NEW YORK (CNNMoney) -- Was Egypt only a one-day story for Wall Street?
Stocks took a somewhat nasty tumble Friday as protests in Cairo spooked traders. Investors worried that more turmoil in the Arab world could create major supply disruptions for oil.
But so far Monday, it looks like traders are giving a collective sigh and going back to focusing on more mundane things like earnings and economic data.
The Dow, S&P 500 and Nasdaq were slightly higher in early afternoon trading while the VIX fell more than 4%.
Heck, even an exchange-traded fund made up of Egyptian companies, the Market Vectors Egypt Index ETF (EGPT), bounced back sharply Monday. The ETF plunged nearly 14% last week and was halted through most of the morning but surged nearly 7% in early afternoon trading.
Is the temptation to treat Egypt as last week's news a mistake?
So far, it looks like the worst-case scenario for oil -- something that would slow or block the shipment of oil through the Suez Canal -- is not being realized. For that reason, investors do not need to panic.
"Egypt does not have a major role in terms of the world economy. The concern is around the Suez Canal and there doesn't seem to be a risk to that just yet," said Andrew Fitzpatrick, director of investment with Hinsdale Associates, a money manager in Hinsdale, Ill.
That may be true. But it's not as if Egypt is the only geopolitical ticking time bomb that could rattle investors.
Keep in mind that the unrest in Egypt follows upheaval in Tunisia. Rising food prices in emerging markets across the globe could cause further conflicts.
Some worry about the possibility of more protests in other nations in the Middle East and Northern Africa, such as Morocco, Yemen, Jordan, Algeria and Sudan. (It may not be as catchy as the PIIGS of Europe but I'm laying claim to the acronym of MAJESTY to describe this group.)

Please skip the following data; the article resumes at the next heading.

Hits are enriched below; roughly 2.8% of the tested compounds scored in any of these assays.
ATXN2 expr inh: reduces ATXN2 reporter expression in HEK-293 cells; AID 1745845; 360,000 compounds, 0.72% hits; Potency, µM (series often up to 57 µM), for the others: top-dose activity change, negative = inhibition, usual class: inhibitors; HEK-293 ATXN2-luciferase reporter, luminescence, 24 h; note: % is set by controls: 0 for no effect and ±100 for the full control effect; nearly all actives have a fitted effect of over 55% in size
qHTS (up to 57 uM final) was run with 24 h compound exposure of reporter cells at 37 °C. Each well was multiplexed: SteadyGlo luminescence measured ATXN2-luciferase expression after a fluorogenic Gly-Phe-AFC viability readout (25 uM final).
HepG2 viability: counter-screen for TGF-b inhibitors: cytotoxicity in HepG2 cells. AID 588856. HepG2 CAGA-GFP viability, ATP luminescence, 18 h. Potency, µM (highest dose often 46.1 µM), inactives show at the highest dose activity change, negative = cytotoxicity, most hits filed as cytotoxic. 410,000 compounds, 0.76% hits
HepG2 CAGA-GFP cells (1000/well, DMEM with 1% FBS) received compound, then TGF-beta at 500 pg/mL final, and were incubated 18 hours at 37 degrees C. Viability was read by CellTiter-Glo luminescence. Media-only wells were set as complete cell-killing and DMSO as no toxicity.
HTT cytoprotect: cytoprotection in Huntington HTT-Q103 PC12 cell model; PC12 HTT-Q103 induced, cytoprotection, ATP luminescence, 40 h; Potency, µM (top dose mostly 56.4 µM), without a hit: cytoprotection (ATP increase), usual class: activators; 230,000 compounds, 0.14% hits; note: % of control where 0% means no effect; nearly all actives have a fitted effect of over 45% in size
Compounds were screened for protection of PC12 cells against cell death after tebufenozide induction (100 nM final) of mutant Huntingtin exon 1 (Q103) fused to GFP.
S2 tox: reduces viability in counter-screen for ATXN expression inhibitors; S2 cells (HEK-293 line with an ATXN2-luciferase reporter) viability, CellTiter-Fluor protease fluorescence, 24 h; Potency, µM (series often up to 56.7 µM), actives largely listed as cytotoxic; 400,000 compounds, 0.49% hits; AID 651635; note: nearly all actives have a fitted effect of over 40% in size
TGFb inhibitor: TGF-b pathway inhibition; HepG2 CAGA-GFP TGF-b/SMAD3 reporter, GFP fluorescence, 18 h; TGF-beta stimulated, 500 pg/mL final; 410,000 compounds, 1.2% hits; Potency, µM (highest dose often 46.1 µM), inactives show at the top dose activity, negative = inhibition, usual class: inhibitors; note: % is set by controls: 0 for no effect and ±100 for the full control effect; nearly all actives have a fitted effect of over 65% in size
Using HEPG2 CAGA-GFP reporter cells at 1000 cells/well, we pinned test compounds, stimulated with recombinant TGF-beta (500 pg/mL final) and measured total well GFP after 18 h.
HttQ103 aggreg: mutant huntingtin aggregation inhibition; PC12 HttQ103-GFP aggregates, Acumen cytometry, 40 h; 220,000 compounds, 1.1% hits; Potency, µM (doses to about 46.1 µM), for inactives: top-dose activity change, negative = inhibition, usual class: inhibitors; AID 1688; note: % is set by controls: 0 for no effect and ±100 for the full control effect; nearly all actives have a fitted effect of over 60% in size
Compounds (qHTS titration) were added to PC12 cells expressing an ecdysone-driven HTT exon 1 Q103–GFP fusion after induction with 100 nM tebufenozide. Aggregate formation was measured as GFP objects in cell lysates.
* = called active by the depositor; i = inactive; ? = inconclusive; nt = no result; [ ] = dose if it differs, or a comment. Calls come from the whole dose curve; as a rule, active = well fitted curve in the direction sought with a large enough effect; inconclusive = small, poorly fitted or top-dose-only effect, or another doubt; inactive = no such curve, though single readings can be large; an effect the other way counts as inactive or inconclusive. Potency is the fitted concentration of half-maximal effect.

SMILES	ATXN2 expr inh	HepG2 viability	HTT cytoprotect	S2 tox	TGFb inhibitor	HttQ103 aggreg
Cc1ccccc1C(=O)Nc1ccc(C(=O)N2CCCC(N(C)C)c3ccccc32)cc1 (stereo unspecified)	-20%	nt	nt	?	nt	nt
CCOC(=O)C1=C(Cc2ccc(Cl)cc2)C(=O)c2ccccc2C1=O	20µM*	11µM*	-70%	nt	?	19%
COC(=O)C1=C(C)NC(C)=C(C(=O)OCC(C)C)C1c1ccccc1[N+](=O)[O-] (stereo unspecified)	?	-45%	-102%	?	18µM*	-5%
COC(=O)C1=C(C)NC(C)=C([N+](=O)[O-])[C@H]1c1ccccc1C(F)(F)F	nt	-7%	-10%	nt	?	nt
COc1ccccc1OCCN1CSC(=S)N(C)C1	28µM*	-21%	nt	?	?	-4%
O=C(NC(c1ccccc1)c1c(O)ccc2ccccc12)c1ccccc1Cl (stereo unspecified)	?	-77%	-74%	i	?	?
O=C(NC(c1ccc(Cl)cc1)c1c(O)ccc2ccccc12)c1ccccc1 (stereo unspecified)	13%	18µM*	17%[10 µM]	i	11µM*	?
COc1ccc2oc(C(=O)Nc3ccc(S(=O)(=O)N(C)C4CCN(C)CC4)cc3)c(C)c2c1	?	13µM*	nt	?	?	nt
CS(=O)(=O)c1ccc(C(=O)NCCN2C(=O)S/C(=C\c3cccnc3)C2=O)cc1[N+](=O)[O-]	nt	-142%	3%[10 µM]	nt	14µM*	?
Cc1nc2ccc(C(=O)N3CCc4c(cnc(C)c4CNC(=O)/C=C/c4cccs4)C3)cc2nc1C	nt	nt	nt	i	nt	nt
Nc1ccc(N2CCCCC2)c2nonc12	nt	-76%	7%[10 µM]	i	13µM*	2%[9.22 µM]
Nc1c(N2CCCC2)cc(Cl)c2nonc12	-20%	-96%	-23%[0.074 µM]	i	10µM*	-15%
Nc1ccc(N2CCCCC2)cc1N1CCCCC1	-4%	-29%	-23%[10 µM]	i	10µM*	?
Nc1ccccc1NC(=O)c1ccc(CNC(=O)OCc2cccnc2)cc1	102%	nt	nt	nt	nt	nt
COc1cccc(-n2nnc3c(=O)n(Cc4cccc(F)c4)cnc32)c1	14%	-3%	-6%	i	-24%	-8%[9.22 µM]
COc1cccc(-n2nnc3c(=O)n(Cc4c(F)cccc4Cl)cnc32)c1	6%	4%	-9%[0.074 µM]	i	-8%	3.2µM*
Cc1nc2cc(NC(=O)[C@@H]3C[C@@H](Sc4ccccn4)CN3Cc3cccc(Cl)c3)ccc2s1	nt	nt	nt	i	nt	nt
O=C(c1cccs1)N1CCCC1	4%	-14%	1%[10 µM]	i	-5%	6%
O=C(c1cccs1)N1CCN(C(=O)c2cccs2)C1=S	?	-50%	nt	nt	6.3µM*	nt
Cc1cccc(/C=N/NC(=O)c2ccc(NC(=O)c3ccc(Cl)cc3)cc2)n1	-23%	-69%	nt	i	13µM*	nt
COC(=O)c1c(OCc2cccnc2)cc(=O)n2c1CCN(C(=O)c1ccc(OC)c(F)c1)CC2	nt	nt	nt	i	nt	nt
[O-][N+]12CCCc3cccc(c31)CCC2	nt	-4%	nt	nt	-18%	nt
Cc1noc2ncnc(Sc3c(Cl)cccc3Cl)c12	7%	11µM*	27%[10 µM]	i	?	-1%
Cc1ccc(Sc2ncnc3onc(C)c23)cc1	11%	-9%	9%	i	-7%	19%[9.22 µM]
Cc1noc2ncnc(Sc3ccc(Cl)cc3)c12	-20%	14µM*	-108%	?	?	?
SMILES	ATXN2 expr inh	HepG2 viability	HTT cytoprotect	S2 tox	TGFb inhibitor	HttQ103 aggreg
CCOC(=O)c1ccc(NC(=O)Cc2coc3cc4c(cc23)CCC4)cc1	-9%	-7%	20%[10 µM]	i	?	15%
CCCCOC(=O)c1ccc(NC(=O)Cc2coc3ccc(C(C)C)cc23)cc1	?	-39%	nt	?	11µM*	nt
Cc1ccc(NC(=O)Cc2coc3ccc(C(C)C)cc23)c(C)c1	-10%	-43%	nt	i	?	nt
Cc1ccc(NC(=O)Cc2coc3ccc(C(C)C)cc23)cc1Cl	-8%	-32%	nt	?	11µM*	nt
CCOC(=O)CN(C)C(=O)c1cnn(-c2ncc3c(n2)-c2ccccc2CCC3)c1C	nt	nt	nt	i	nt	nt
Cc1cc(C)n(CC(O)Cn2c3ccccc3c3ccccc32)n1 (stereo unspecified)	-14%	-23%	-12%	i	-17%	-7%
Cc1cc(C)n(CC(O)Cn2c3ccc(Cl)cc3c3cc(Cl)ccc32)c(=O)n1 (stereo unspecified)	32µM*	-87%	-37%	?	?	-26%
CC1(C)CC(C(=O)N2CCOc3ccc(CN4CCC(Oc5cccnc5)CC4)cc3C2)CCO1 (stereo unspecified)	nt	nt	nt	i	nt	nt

It goes without saying that if Tunisia and Egypt are just the first dominos to fall, that's problematic. And while unrest in the Middle East is hardly a novel concept, the reminder of just how volatile this oil-rich corner of the world can be is clearly unsettling.
"This situation is not over. This could all be resolved calmly or it could evolve into significant Middle East conflict," said Jason Pride, director of investment strategy at Glenmede, a money manager in Philadelphia. "But this is a risk we've been living with for 25 to 30 years."
Nonetheless, Pride said he is not changing his firm's investments as a result of the chaos in Egypt. He said he's expecting cooler heads to eventually prevail.
Even if that's the case, the problems in Egypt may force investors to take a closer look at the markets in the U.S. and wonder if the rally finally needs a significant breather.
The S&P 500 has nearly doubled from the bear market (and demonic-seeming) lows of 666.79 in March 2009. So a correction may be needed.
"Risk becomes relevant again," said Rafael Resendes, co-manager of the Toreador Large Cap Fund in Fresno, Calif. "The market is now actively looking for reasons to sell. There is a heightened ability for news to be interpreted in a negative fashion."
Resendes said that the days of easy comparisons for companies are gone. It was one thing for companies to report improving earnings in late 2009 and through 2010 since market conditions were so bleak in late 2008 and early 2009. Now, it will be more challenging to build on the earnings momentum.
Fitzpatrick conceded that the market may need to take a breather but added he'd be buying on any pullbacks.
"The market is a little overbought right now. So a short-term pause is not too unexpected," he said.
David Joy, chief market strategist with Columbia Management in Boston, agreed that a market dip would be healthy and added that investors should not be too complacent about the problems in Egypt.
But he said that unless the situation escalates into a true crisis throughout the region, the improving fundamentals in the U.S. should keep the market rally going.
"We may be due for a correction but it should be a shallow and temporary one. We've had good news to justify the move," he said. "Economic growth forecasts are being revised higher and earnings comparisons should be getting tougher. It's a natural outcome of where we are in the recovery."
-- The opinions expressed in this commentary are solely those of Paul R. La Monica. Other than Time Warner, the parent of CNNMoney, and Abbott Laboratories, La Monica does not own positions in any individual stocks.
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